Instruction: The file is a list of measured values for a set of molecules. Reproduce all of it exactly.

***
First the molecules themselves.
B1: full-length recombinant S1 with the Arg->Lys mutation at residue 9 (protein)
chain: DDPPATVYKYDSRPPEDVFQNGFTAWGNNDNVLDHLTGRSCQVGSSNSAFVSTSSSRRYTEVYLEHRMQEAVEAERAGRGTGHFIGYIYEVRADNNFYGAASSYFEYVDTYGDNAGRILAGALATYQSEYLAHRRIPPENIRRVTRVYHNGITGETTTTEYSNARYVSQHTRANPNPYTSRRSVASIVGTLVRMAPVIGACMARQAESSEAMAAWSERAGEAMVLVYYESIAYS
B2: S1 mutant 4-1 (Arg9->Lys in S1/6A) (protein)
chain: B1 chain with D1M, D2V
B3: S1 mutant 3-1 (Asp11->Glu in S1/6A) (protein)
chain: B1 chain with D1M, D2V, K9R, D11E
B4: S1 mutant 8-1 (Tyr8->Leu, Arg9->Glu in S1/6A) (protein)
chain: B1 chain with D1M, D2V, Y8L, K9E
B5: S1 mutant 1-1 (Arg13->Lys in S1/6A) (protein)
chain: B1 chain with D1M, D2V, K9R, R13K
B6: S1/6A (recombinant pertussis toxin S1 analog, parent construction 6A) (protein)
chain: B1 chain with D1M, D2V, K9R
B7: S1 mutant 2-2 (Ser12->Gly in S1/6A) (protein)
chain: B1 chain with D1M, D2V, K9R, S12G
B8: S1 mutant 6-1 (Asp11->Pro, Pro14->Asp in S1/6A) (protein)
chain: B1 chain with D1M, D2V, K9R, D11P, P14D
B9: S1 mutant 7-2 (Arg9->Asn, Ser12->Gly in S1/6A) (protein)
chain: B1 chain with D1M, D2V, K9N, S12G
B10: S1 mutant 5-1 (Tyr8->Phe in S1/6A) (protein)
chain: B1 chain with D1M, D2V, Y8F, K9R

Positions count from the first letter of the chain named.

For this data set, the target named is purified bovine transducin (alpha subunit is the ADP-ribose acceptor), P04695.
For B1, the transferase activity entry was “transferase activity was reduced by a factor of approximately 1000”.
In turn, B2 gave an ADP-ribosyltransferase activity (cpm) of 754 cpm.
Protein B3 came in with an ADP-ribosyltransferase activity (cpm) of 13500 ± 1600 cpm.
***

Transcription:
First the molecules themselves.
B1: full-length recombinant S1 with the Arg->Lys mutation at residue 9 (protein)
chain: DDPPATVYKYDSRPPEDVFQNGFTAWGNNDNVLDHLTGRSCQVGSSNSAFVSTSSSRRYTEVYLEHRMQEAVEAERAGRGTGHFIGYIYEVRADNNFYGAASSYFEYVDTYGDNAGRILAGALATYQSEYLAHRRIPPENIRRVTRVYHNGITGETTTTEYSNARYVSQHTRANPNPYTSRRSVASIVGTLVRMAPVIGACMARQAESSEAMAAWSERAGEAMVLVYYESIAYS
B2: S1 mutant 4-1 (Arg9->Lys in S1/6A) (protein)
chain: B1 chain with D1M, D2V
B3: S1 mutant 3-1 (Asp11->Glu in S1/6A) (protein)
chain: B1 chain with D1M, D2V, K9R, D11E
B4: S1 mutant 8-1 (Tyr8->Leu, Arg9->Glu in S1/6A) (protein)
chain: B1 chain with D1M, D2V, Y8L, K9E
B5: S1 mutant 1-1 (Arg13->Lys in S1/6A) (protein)
chain: B1 chain with D1M, D2V, K9R, R13K
B6: S1/6A (recombinant pertussis toxin S1 analog, parent construction 6A) (protein)
chain: B1 chain with D1M, D2V, K9R
B7: S1 mutant 2-2 (Ser12->Gly in S1/6A) (protein)
chain: B1 chain with D1M, D2V, K9R, S12G
B8: S1 mutant 6-1 (Asp11->Pro, Pro14->Asp in S1/6A) (protein)
chain: B1 chain with D1M, D2V, K9R, D11P, P14D
B9: S1 mutant 7-2 (Arg9->Asn, Ser12->Gly in S1/6A) (protein)
chain: B1 chain with D1M, D2V, K9N, S12G
B10: S1 mutant 5-1 (Tyr8->Phe in S1/6A) (protein)
chain: B1 chain with D1M, D2V, Y8F, K9R

Positions count from the first letter of the chain named.

For this data set, the target named is purified bovine transducin (alpha subunit is the ADP-ribose acceptor), P04695.
For B1, the transferase activity entry was “transferase activity was reduced by a factor of approximately 1000”.
In turn, B2 gave an ADP-ribosyltransferase activity (cpm) of 754 cpm.
Protein B3 came in with an ADP-ribosyltransferase activity (cpm) of 13500 ± 1600 cpm.